reference : Hidden climate change—Urban meteorology and the scales of real weather

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/reference/0724d103-77d6-4bf8-81cb-9c024e9b4624
Bibliographic fields
reftype Journal Article
Abstract This paper discusses the scale at which the weather is experienced and modified by human activities in urban environment. The climates of built-up areas differ from their non-urban counterparts in many aspect: wind-flows, radiation, humidity, precipitation and air quality all change in the presence of human settlement, transforming each city into a singularity within its regional weather system. Yet this pervasive category of anthropogenic climate change has always tended to be hidden and difficult to discern. The paper first describes the sequence of discovery of the urban heat island since the early nineteenth century, and the emergence and consolidation of a scientific field devoted to the climatology of cities. This is followed by a discussion of various attempts to apply knowledge of climatic factors to the design and management of settlement. We find that real-world application of urban climatology has met with limited success. However, the conclusion suggests that global climate change gives a new visibility and practical relevance to urban-scale climate science.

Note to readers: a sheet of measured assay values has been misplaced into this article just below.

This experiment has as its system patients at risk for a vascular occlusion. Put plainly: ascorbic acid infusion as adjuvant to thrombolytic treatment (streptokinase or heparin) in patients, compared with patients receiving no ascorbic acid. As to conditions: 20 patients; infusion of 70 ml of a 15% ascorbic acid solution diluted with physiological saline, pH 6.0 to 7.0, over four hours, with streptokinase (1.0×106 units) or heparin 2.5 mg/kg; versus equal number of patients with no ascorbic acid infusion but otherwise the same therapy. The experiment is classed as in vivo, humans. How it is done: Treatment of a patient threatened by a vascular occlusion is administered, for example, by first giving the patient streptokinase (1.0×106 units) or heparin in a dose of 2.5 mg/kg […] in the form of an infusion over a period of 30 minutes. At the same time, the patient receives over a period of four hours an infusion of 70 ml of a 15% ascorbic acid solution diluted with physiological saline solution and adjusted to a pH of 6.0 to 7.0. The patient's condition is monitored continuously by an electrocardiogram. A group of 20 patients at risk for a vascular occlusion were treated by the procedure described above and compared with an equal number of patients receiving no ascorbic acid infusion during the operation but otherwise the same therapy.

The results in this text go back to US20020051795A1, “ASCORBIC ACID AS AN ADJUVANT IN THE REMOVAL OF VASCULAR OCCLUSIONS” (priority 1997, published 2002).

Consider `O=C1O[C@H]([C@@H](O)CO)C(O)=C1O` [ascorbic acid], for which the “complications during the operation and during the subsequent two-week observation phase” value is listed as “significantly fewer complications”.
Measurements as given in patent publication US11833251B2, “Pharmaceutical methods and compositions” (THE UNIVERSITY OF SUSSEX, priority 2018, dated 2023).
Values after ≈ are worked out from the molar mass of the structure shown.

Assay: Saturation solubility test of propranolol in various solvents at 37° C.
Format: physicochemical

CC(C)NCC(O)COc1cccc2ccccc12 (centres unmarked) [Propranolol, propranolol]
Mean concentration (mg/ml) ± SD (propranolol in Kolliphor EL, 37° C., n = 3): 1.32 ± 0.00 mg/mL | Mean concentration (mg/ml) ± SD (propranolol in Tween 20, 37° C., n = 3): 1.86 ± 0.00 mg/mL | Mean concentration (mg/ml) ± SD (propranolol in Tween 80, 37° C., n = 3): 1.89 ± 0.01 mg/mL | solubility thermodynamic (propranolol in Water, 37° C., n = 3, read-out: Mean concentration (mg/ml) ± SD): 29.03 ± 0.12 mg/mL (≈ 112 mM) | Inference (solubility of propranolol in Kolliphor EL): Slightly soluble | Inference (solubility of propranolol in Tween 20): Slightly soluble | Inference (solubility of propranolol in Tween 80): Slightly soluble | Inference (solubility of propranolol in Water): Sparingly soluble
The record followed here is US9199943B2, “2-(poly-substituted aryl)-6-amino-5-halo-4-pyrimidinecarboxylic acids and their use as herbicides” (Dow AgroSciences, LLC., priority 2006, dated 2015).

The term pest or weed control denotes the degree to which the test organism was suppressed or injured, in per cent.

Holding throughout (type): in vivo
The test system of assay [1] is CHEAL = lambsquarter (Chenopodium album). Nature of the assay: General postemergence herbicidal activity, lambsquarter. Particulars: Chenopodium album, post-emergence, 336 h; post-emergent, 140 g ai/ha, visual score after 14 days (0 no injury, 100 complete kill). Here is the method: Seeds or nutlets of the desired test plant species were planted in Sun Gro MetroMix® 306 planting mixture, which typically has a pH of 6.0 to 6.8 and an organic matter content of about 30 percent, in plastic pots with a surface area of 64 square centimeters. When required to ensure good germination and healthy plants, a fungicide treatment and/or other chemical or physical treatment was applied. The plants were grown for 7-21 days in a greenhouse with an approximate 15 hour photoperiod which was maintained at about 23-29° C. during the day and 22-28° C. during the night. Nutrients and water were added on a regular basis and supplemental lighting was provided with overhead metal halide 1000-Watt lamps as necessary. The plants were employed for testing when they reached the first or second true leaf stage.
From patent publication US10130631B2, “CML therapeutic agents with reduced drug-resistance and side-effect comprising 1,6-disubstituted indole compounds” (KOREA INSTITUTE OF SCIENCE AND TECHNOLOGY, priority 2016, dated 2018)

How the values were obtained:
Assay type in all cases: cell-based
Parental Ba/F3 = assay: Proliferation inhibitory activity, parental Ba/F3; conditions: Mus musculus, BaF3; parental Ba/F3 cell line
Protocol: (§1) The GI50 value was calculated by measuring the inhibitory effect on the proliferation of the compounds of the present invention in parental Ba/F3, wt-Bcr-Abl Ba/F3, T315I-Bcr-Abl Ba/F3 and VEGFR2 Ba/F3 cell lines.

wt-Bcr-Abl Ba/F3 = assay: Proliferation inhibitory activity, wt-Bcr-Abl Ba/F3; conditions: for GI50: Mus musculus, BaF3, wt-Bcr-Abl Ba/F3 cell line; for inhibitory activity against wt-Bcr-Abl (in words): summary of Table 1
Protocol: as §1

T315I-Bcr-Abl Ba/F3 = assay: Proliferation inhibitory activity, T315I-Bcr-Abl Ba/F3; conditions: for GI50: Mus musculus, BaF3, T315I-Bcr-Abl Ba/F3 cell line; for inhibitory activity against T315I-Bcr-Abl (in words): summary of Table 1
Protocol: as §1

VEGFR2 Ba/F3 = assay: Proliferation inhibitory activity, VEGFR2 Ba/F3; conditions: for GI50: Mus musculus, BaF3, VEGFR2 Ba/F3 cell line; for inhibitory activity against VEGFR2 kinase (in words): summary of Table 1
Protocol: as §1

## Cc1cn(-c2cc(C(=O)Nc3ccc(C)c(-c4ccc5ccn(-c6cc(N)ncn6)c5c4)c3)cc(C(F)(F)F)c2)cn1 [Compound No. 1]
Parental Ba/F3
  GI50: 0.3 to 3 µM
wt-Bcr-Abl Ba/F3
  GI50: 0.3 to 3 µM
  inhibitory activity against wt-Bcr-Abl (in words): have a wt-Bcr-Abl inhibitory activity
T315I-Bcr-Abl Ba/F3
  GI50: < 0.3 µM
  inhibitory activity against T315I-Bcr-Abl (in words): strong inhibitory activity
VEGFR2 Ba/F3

Author Jankovic, V.; Hebbert, M.
DOI 10.1007/s10584-012-0429-1
Database Provider CCII Web of Science
Date Jul
ISSN 0165-0009
Issue 1
Journal Climatic Change
Language English
NIHMSID NIEHS
Name of Database
Notes Times Cited: 0 Jankovic, Vladimir Hebbert, Michael Economic and Social Research Council [RES-062-23-2134] We gratefully acknowledge the support of the Economic and Social Research Council which supported the
Pages 23-33
Research Notes CCII Unique
Title Hidden climate change—Urban meteorology and the scales of real weather
Type of Article Article
Volume 113
Year 2012
Bibliographic identifiers
_record_number 4599
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